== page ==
Field Manual 3-07.1: Security Force Assistance
In an era of persistent conflict, the United States supports the internal defense and development of international partners, regardless of whether those partners are highly developed and stable or less developed and emerging. While many of these partners are nations, they can also include alliances, coalitions, and regional organizations. U.S. support to these partners ranges from providing humanitarian assistance to major combat operations. U.S. support includes conducting conflict transformation, bolstering partner legitimacy, and building partner capacity. A vital part of these three aspects of U.S. support is assisting partner security forces.
Afghanistan’s Civil Order Police: Victim of Its Own Success
- In 2006, a day of deadly riot in Kabul dramatized the need for an Afghan constabulary force capable of controlling outbreaks of urban violence. In response, the U.S. military and Afghan authorities created a elite gendarmerie, the Afghanistan National Civil Order Police (ANCOP).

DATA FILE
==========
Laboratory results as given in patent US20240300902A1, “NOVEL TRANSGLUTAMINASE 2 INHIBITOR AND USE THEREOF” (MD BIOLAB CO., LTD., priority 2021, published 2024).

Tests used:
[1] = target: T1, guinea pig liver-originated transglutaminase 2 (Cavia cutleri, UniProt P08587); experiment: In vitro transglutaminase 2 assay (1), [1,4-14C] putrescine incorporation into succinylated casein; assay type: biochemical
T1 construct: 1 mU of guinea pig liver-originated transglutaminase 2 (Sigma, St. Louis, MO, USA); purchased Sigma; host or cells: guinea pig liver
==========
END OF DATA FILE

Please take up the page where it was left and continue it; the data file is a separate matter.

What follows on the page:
- Although ANCOP was conceived of as a riot control force, it was assigned to the Focused District Development Program to replace district-level Afghan Uniformed Police who were away for training. The high demand and constant transfers required by this duty resulted in rates of attrition among ANCOP unit of 75 to 80 percent.
- In 2010, ANCOP's superior training, firepower, and mobility were recognized in its assignments, along with a "surge" of U.S. military forces, to reverse the Taliban's hold on key areas in Southern Afghanistan.